Perhaps the most trenchant contribution to the unraveling of leadership orthodoxy and the development of the Kansas Leadership Center's philosophy came from an unlikely source, psychiatrist Ron Heifetz. Picking up on Kotter's thread that leadership is a force for change, Heifetz recognized its inherently conflictual nature. Political, organizational, and civic challenges are adaptive by nature. Their complexity demands new and unorthodox responses to make progress; the status quo simply will not do. To change existing circumstances, one must confront them. This means confronting all the attachments people and organizations have to their own ways of seeing the world. Changing these views entails loss of identity, status, or other valued aspects of one's life. Few people, it seems, are willing to undermine their own identity without immense provocation.

Heifetz's background clearly shaped his understanding of leadership. As a psychiatrist, he was trained to provide expertise by diagnosing a patient's condition and prescribing a way forward. On the other hand, psychological issues generally resist such technical solutions and require the patient to do work of an adaptive nature to make progress. These challenges are complex and systemic, meaning that routinely treating a symptom is unlikely to address the root cause. He (the psychiatrist) may be able to provide some observations about the patient's condition, make some inferences about the cause, and provide some advice about how to face painful circumstances and develop new attitudes or behaviors, but for real progress to be made, the patient must do this work. Just as the psychiatrist mobilizes the patient to do work, leadership must mobilize others to do work. In this sense, anyone with the gumption to act can lead. As Heifetz and Sinder write, "There is no such thing as 'seizing leadership,' since leadership is not a position but an activity" (p. 194).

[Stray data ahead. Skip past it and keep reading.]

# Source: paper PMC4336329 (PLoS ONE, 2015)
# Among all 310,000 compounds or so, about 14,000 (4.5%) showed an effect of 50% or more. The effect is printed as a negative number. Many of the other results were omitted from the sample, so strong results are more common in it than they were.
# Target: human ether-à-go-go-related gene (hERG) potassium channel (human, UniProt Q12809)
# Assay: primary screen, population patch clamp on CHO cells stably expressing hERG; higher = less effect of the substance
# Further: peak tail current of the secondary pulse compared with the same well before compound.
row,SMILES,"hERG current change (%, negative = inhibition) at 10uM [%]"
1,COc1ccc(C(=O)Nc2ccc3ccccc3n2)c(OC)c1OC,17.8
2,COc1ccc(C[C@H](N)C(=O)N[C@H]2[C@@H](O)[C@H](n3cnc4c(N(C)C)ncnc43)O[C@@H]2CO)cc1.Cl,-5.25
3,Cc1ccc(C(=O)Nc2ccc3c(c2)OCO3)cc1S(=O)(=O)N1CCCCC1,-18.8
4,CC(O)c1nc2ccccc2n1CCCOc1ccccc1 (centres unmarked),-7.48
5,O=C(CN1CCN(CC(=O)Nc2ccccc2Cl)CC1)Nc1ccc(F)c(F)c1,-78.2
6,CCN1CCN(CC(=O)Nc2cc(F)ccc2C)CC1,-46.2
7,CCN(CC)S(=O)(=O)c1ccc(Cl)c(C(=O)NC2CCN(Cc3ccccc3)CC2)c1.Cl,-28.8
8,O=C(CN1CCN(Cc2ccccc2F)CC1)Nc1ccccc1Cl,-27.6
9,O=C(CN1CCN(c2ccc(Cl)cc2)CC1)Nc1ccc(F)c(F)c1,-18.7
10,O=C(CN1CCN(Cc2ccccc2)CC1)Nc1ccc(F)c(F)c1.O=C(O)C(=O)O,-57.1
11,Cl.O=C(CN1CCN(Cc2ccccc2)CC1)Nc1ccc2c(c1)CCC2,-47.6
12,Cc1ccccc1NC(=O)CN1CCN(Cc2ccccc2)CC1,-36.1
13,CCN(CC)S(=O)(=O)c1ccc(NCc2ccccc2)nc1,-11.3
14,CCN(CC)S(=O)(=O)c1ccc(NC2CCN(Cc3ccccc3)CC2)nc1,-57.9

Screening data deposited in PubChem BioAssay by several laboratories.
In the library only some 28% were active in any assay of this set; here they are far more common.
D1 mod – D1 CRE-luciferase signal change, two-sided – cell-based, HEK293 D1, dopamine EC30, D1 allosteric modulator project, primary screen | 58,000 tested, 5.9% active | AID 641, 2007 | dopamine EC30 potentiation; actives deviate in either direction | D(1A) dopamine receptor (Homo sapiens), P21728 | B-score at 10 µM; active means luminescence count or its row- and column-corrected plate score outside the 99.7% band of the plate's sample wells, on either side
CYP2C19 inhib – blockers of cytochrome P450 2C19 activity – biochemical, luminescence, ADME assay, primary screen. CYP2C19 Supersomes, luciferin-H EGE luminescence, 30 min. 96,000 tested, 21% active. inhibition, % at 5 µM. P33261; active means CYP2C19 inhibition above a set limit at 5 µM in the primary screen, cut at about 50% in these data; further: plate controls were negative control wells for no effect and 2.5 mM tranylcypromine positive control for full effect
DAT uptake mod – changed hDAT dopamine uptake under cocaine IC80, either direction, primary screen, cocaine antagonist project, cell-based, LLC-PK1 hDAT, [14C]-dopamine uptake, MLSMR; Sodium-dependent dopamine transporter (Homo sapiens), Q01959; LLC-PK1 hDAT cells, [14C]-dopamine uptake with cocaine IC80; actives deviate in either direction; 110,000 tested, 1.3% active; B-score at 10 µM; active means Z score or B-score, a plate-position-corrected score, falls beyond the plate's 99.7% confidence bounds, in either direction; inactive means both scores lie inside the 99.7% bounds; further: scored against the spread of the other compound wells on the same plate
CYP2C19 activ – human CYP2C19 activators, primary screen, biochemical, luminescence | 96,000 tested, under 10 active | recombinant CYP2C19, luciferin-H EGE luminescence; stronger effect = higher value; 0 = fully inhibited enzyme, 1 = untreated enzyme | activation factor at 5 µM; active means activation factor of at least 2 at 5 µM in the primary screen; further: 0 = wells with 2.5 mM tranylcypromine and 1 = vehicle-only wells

Creating useful change in a world of fragile human beings with hypersensitive egos is no easy task. These are psychological challenges, and Heifetz insists they be seen as such. To create change requires intervention: an activity. For that activity to be effective, one would have to appreciate and consider these psychological dimensions before and as one acts. Intervening is an experimental and improvisational art with no guaranteed outcome; indeed, the activity of leadership begins with a personal intervention from anyone with the courage to act.

Most contemporary students of leadership acknowledge that it can be learned in carefully designed programs in which powerful teaching interventions impel participants into transforming experiences. These experiences can help a person come to terms with the risks and benefits of exercising leadership while building up courage to intervene or act. They can also help participants become more purposeful, conscious, and intentional, thus more effective, in their practice of leadership.